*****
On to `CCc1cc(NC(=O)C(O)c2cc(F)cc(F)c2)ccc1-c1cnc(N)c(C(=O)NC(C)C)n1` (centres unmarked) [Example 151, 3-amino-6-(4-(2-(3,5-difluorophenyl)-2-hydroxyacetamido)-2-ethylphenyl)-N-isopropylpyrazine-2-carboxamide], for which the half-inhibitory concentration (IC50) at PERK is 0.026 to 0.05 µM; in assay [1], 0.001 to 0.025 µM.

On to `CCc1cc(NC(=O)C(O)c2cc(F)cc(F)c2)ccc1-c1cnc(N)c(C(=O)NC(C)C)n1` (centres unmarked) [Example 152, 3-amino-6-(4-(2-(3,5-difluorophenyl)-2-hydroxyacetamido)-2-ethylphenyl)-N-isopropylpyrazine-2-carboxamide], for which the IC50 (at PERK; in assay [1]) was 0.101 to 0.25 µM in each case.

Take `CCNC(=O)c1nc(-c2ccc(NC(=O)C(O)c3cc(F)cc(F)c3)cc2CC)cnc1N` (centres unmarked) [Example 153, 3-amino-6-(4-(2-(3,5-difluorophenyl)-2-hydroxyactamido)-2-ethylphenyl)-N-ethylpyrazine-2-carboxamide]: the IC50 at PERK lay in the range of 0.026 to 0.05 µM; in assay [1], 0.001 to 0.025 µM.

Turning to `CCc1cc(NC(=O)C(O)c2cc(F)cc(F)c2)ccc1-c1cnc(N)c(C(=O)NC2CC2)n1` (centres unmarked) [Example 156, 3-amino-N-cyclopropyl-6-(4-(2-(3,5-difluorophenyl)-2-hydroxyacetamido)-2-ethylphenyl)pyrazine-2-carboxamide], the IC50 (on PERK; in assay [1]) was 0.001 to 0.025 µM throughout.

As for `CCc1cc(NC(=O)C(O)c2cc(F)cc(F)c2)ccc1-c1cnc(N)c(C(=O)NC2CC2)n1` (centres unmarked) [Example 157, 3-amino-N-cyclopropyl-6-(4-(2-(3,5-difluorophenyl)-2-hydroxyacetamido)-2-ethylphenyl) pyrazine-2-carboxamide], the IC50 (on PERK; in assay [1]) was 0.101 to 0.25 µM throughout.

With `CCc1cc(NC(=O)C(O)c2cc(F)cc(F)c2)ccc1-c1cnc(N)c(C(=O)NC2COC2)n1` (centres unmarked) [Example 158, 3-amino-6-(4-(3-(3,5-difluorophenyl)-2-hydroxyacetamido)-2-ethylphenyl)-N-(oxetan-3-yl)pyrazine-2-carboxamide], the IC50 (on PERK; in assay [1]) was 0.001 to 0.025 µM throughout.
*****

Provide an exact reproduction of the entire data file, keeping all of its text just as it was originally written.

On to `CCc1cc(NC(=O)C(O)c2cc(F)cc(F)c2)ccc1-c1cnc(N)c(C(=O)NC(C)C)n1` (centres unmarked) [Example 151, 3-amino-6-(4-(2-(3,5-difluorophenyl)-2-hydroxyacetamido)-2-ethylphenyl)-N-isopropylpyrazine-2-carboxamide], for which the half-inhibitory concentration (IC50) at PERK is 0.026 to 0.05 µM; in assay [1], 0.001 to 0.025 µM.

On to `CCc1cc(NC(=O)C(O)c2cc(F)cc(F)c2)ccc1-c1cnc(N)c(C(=O)NC(C)C)n1` (centres unmarked) [Example 152, 3-amino-6-(4-(2-(3,5-difluorophenyl)-2-hydroxyacetamido)-2-ethylphenyl)-N-isopropylpyrazine-2-carboxamide], for which the IC50 (at PERK; in assay [1]) was 0.101 to 0.25 µM in each case.

Take `CCNC(=O)c1nc(-c2ccc(NC(=O)C(O)c3cc(F)cc(F)c3)cc2CC)cnc1N` (centres unmarked) [Example 153, 3-amino-6-(4-(2-(3,5-difluorophenyl)-2-hydroxyactamido)-2-ethylphenyl)-N-ethylpyrazine-2-carboxamide]: the IC50 at PERK lay in the range of 0.026 to 0.05 µM; in assay [1], 0.001 to 0.025 µM.

Turning to `CCc1cc(NC(=O)C(O)c2cc(F)cc(F)c2)ccc1-c1cnc(N)c(C(=O)NC2CC2)n1` (centres unmarked) [Example 156, 3-amino-N-cyclopropyl-6-(4-(2-(3,5-difluorophenyl)-2-hydroxyacetamido)-2-ethylphenyl)pyrazine-2-carboxamide], the IC50 (on PERK; in assay [1]) was 0.001 to 0.025 µM throughout.

As for `CCc1cc(NC(=O)C(O)c2cc(F)cc(F)c2)ccc1-c1cnc(N)c(C(=O)NC2CC2)n1` (centres unmarked) [Example 157, 3-amino-N-cyclopropyl-6-(4-(2-(3,5-difluorophenyl)-2-hydroxyacetamido)-2-ethylphenyl) pyrazine-2-carboxamide], the IC50 (on PERK; in assay [1]) was 0.101 to 0.25 µM throughout.

With `CCc1cc(NC(=O)C(O)c2cc(F)cc(F)c2)ccc1-c1cnc(N)c(C(=O)NC2COC2)n1` (centres unmarked) [Example 158, 3-amino-6-(4-(3-(3,5-difluorophenyl)-2-hydroxyacetamido)-2-ethylphenyl)-N-(oxetan-3-yl)pyrazine-2-carboxamide], the IC50 (on PERK; in assay [1]) was 0.001 to 0.025 µM throughout.